Effects of E-Stim and Laser on wound healing specifically were compared and published by the National Institutes of Health and both were shown to be very beneficial. More information on this study can be found at


The results….we most often utilize cold laser near infrared treatment to enhance circulation and accelerate wound healing.


All wounds drain or exude fluids. Drainage occurs because there is nothing preventing the fluid that is normally under the skin from coming out. It is also a way for the wound to rid itself of bacteria.  The amount and type of drainage varies widely from wound to wound and person to person. It will also vary as the wound heals. What is most critical is determining the appropriate type of specialized wound dressing required to adequately manage the drainage and keep the wound healthy throughout the healing process. Evidence indicates that wounds heal best in a moist environment but balance of moisture is really the key. If a wound is too dry, granulation or new skin cells will not form but rather there will be a scab or hard dead tissue present. This dead tissue or scab will decelerate wound healing by blocking the growth of the new skin cells and prevent the edges of the wound from contracting or getting smaller. If however the problem is that there is too much drainage it can cause wounds to increase in size by breaking down the fragile intact skin around the wound. Finding a wound dressing that will manage and maintain moisture balance is the key.

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Wounds heal most effectively at our normal body temperature of 98.6 degrees. This is because the newly forming skin cells are traditionally covered by the skin when there is no wound present. Skin has many functions but one of the most critical is temperature control. Skin helps our bodies achieve and maintain or internal temperature. Because these newly forming skin cells (granulation) are trying to grow without the presence of the temperature regulator (our skin) it is important to provide a bandage that will help to maintain a constant temperature. Furthermore, exposing the wound to the ambient air temperature will decelerate healing. Evidence indicates that it takes 4 hours for the wound to achieve normal body temperatures after exposure to ambient air. This is particularly important when deciding how frequently a wound dressing should be changed. Ideally if there is not too much drainage or presence of infection a wound should be left for several days without a dressing change. This is best determined by your wound care practitioner.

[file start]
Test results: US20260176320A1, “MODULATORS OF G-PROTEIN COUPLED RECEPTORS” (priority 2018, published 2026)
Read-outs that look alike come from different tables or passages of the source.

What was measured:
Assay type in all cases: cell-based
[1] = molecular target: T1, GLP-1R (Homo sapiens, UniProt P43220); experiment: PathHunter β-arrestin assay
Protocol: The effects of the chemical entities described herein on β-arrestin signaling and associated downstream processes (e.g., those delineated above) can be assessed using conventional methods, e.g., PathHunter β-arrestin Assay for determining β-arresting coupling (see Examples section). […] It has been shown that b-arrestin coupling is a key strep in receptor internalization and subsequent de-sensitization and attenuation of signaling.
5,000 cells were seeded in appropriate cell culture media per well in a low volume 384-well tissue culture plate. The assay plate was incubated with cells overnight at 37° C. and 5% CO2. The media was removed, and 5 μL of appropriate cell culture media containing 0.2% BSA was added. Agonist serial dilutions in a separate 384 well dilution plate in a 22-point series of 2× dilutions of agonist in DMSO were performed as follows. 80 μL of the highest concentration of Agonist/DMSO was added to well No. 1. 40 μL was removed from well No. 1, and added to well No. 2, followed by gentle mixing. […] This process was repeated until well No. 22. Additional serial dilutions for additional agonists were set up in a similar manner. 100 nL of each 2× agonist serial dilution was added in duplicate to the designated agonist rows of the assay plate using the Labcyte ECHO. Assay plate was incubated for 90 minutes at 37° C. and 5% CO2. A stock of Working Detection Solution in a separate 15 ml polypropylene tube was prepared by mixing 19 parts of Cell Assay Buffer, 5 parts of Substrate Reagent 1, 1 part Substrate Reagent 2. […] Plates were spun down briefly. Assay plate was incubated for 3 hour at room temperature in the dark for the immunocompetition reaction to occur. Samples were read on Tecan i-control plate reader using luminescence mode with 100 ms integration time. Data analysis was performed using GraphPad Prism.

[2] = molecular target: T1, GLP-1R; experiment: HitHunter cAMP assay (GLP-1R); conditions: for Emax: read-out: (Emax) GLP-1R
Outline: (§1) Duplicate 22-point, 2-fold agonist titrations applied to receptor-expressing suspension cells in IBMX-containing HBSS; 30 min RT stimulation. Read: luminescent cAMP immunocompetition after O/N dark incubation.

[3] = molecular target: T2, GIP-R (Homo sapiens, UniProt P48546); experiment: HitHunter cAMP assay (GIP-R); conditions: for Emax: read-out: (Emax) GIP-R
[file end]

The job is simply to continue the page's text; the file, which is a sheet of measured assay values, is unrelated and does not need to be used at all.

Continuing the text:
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Simply stated a wound will not heal if there is infection present. This is our bodies way of making sure that infection does not get trapped inside. Signs of infection include but are not necessarily limited to increased redness, increased pain, increased drainage, odor and fever. Our skin normally has bacteria present on it so most wounds will have bacteria but that does not mean that the wound is infected. Using topical antibiotics can be helpful in controlling the bacterial population but overuse of these topicals can delay wound healing. As your wound care practitioner we strive to work closely with your physician to alert them of any complications or symptoms that indicate infection so the proper antibiotic can be prescribed.